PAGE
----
Blog posts are fantastic opportunities for CRO, especially if you’re conducting keyword research (with resources such as Google Analytics) and including call-to-actions within them.
Because the nature of the blog is to answer queries your target audience may be searching for online, these pages are a great way to convert readers into customers.
To further optimize your blog posts, try implementing multiple CTAs throughout the page. You can also invite the reader to learn more about a topic by offering them an eBook, course, or a white paper in exchange for an email address.
As you already know, landing pages are already designed to urge visitors to take action, whether that’s visiting a site, signing up for a newsletter, etc. Part of your landing page A/B testing will already include testing different CRO tactics that affect design, verbage, and content.
In other blog posts we’ve created, we go into detail on how to improve your on-site and off-site SEO, and while CRO may not directly affect your ranking or your SEO practices, it does offer an indirect effect through a handful of ways.
CRO helps you find a better understanding of your existing website traffic, allowing you to comb through your audience and find quality leads and new customers in the traffic you’ve already attracted!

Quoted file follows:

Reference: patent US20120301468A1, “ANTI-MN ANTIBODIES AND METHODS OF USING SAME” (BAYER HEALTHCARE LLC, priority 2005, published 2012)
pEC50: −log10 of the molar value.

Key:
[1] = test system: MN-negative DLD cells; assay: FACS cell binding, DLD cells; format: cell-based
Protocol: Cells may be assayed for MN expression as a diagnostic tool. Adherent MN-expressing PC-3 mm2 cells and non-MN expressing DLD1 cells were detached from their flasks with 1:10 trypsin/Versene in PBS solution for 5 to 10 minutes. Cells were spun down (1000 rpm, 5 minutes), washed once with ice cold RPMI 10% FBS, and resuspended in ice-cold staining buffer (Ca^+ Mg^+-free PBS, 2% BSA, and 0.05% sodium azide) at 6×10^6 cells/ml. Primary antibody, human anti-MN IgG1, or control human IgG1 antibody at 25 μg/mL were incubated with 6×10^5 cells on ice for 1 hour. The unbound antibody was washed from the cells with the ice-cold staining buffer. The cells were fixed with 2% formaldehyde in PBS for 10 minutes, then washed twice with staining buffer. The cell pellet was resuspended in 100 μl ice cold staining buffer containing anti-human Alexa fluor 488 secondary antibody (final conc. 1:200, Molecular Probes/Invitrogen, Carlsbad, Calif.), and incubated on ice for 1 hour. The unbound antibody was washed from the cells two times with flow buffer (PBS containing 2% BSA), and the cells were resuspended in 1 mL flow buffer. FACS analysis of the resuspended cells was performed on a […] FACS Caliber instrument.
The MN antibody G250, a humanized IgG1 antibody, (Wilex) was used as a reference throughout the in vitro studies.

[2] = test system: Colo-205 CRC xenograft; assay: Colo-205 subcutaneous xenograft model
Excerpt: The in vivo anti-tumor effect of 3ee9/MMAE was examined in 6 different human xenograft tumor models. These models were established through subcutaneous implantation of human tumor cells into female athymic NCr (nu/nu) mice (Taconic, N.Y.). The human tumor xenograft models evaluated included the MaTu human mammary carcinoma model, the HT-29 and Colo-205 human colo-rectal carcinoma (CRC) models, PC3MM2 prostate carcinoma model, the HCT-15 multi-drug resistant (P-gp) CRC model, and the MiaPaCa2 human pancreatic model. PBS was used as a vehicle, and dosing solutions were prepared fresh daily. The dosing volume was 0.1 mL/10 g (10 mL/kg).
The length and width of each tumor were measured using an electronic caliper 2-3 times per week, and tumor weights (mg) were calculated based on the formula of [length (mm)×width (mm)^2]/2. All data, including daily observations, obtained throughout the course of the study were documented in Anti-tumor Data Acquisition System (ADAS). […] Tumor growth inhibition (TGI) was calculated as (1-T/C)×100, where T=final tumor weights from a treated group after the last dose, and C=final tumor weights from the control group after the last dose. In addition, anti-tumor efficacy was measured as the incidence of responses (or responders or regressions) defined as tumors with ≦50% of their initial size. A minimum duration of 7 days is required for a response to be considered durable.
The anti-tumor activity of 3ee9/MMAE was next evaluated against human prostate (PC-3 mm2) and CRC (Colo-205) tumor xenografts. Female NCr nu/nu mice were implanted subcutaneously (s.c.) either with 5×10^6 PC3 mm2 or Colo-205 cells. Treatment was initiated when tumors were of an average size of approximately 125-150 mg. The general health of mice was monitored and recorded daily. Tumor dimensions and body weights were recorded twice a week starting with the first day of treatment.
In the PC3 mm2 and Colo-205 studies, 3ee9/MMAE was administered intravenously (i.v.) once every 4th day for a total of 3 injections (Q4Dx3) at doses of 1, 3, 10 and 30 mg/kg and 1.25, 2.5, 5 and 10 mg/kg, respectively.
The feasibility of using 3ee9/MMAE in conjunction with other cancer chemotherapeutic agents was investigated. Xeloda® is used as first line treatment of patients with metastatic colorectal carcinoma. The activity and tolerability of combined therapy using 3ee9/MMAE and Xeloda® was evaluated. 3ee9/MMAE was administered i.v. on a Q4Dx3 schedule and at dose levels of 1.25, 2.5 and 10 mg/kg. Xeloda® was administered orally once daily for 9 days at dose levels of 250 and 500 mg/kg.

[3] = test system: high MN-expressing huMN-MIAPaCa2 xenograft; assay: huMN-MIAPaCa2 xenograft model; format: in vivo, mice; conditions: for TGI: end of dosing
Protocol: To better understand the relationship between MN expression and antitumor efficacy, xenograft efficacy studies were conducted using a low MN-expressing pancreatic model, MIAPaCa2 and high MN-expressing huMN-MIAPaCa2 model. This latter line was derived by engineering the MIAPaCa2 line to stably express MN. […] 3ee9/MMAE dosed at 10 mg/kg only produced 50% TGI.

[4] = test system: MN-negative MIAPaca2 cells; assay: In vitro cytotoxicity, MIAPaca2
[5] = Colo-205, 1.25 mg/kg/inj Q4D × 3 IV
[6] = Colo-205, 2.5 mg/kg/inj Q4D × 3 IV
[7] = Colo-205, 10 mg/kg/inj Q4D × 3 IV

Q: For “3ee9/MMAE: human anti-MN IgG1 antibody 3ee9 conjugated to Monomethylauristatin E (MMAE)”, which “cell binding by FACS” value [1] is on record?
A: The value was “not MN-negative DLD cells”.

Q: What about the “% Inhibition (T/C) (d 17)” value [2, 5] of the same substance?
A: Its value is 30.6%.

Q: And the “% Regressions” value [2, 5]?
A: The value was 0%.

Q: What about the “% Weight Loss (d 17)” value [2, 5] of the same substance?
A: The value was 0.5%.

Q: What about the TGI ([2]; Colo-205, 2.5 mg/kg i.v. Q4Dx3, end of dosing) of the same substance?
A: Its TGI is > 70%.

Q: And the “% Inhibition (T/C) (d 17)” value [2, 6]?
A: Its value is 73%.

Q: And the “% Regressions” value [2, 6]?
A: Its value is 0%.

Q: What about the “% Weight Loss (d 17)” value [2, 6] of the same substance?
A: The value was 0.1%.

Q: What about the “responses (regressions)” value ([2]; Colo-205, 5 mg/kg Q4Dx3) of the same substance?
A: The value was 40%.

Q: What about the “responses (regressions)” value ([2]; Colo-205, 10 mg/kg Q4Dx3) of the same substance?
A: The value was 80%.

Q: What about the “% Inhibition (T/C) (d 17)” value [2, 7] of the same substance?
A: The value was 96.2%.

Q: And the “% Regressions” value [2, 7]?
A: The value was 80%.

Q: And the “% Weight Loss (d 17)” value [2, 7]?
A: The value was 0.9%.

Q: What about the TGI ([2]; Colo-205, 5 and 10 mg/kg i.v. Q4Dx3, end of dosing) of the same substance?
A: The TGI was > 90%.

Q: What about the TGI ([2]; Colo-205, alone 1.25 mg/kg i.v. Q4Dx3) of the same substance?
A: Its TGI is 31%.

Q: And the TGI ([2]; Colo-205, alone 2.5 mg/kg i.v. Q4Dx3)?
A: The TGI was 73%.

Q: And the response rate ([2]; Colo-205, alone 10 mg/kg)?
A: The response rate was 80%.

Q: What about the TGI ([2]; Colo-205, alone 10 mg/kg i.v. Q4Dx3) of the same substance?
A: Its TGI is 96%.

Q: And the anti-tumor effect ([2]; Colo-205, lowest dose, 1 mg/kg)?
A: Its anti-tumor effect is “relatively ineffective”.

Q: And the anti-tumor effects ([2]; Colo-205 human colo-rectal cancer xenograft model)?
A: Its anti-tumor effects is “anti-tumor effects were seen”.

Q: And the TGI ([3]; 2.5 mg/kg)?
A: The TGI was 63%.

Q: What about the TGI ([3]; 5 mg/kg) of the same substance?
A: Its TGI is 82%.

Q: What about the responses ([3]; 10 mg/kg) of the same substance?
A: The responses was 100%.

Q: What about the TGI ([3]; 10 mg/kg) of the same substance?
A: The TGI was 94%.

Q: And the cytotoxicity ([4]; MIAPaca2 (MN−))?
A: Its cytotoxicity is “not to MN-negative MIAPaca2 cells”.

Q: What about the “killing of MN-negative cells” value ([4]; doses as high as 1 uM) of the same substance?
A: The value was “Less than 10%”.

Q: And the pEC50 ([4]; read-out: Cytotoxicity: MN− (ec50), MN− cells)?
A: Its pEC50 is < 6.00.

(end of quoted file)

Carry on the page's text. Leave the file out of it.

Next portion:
Search engines pay attention to the site’s visitors, and CRO is a great way to find out what works for your audience and what doesn’t. Things like faster load times and including case studies can help with UX, SEO, and CRO. Plus, if your website can make your users feel smarter and more empowered, you may earn a few evangelists.
Your website is your top salesperson: if you’re expecting potential customers to enter their personal and credit card information into your site, you need to make sure that you’re doing everything you can to create a professional, helpful website that allows customers to feel comfortable enough to make purchases.
While SEO tends to focus on increasing web traffic, CRO allows you to grow your business with the traffic you already have. This will reflect positively on your site SEO-wise, and revenue-wise as well.
All of the previously mentioned points—improved trust, scalability, UX, and customer insights—all help you achieve one basic goal of business: to maximize your ROI. By really taking advantage of acquisition efforts, you’ll be able to obtain more sales and conversions. This will grow your business without you having to expand your audience.
The answer is simple: if your website is attracting potential customers, you should be optimizing for conversions.
You’re always going to want to find ways to attract visitors and convert them into sales qualified leads, customers, and advocates for your brand.
And no matter how big or established your company already is, you can always afford to look into how this can be done with greater impact, reliability, and efficiency.